In April 2015, Microsoft released the next Lync version called Skype for Business. It has the new Video Interop Server role that enables integrating third-party videoconferencing systems with S4B users. Jeff Schertz gives a very detailed description of the new topologies in his blog. Microsoft only supports integration with CUCM starting from the version 10.5, VCS Control support was not announced. MCU and Cisco Telepresence Server support wasn't announced as well, only calls from endpoints to S4B subscribers are supported. The endpoints should be registered on CUCM, and the MCU isn't actually used in this scenario. The list of endpoints is also very limited:

  • Cisco TelePresence Codecs (C40, C60, C90)
  • Cisco TelePresence MX Series (MX200, MX300)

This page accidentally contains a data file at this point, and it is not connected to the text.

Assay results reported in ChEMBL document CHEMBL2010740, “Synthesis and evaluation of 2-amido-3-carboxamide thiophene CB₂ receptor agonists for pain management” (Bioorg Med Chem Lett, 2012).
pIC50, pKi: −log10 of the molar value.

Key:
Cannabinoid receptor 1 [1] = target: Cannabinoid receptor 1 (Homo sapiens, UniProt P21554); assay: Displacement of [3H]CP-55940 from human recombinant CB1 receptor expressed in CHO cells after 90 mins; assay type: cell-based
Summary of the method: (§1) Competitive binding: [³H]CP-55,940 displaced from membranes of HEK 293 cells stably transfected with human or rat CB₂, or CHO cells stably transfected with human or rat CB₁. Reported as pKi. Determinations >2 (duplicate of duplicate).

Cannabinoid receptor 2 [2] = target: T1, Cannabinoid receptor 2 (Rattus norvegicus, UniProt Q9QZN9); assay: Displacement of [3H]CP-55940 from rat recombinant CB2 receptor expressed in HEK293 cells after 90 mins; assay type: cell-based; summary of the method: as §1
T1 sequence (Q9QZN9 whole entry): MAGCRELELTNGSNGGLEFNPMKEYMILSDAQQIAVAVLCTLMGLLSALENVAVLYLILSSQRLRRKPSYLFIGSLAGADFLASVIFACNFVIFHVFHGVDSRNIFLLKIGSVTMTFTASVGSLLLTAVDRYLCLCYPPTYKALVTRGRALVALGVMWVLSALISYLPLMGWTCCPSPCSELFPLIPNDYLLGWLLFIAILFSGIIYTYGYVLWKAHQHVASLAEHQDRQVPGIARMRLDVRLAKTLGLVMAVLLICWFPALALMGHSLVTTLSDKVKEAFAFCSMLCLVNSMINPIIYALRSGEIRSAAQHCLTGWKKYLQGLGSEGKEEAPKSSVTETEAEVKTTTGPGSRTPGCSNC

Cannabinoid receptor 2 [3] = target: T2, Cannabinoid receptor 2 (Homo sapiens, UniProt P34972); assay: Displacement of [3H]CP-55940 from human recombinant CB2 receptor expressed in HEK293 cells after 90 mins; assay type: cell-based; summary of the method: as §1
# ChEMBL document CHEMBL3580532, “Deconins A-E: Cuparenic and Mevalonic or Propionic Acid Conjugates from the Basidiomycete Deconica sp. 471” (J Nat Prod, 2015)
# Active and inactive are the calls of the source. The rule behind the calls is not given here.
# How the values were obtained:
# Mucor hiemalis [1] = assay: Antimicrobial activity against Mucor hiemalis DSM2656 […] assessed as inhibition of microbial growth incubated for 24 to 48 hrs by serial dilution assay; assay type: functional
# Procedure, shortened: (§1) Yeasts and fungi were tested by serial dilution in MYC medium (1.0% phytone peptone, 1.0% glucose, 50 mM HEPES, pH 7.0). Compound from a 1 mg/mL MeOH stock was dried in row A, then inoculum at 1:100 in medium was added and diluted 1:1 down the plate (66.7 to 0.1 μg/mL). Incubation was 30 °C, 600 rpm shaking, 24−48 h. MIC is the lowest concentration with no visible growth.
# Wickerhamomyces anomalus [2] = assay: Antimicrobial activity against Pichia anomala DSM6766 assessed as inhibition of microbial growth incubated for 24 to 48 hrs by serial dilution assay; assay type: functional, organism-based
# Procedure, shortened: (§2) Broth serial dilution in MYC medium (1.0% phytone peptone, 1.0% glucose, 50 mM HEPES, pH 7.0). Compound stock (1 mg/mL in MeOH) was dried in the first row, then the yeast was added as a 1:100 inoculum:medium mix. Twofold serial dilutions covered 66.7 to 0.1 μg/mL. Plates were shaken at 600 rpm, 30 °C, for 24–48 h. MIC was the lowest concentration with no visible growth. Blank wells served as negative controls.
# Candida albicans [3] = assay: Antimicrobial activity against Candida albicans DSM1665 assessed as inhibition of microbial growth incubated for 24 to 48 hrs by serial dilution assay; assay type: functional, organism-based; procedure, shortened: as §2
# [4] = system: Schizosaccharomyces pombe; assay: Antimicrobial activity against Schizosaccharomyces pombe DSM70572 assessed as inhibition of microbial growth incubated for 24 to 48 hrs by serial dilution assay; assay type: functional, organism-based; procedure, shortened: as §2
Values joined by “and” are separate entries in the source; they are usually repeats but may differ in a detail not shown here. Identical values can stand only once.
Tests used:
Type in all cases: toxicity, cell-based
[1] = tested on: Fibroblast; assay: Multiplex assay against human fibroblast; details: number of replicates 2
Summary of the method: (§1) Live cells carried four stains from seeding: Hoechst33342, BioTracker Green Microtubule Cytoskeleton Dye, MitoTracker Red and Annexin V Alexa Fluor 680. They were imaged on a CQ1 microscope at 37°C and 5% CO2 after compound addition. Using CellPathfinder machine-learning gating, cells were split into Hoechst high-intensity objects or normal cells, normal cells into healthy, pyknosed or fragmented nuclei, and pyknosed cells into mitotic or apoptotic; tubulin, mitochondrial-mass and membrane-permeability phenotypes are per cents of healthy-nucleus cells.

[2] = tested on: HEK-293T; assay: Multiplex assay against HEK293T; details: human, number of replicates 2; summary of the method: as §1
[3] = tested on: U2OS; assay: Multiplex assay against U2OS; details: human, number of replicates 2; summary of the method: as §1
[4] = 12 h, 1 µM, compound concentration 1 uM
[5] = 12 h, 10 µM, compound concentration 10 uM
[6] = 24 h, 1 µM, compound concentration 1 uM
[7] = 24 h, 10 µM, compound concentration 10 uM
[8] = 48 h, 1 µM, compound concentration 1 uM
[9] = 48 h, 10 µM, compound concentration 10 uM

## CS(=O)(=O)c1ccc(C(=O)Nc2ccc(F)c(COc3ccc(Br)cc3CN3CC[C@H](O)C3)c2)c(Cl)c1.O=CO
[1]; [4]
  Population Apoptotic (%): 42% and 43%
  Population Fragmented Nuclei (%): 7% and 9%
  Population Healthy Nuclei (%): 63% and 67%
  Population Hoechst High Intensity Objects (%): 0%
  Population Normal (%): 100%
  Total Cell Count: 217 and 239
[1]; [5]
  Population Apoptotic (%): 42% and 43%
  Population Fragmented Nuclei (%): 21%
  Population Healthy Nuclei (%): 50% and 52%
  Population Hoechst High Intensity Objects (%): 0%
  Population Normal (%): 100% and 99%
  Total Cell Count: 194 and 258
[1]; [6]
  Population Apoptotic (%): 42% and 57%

• Cisco TelePresence EX Series (EX60, EX90)
  • Cisco TelePresence SX Series (SX20)

In our case, the videoconferencing system is one of the crucial business software applications, and in addition to room endpoints we need other clients to connect to meetings.

We have decided not to upgrade all the Lync servers, but to upgrade the topology only and to add the VIS role. The Cisco-S4B topology would look as follows:

The only difference with the previous topology was the VIS role with the trunk to CUCM.

The basic integration aspects are the following:

  • only the calls from MCU to S4B are supported, not the other way around,
  • in Lync/S4B topology a separate server has to be deployed for the VIS,
  • trusted certificates are not required,
  • you won't be able to create a conference with an MCU participant on the S4B side; the meeting has to hosted on the MCU,
  • an S4B user won't be able to share the desktop send documents,
  • the CUCM version should be 10.5 or higher.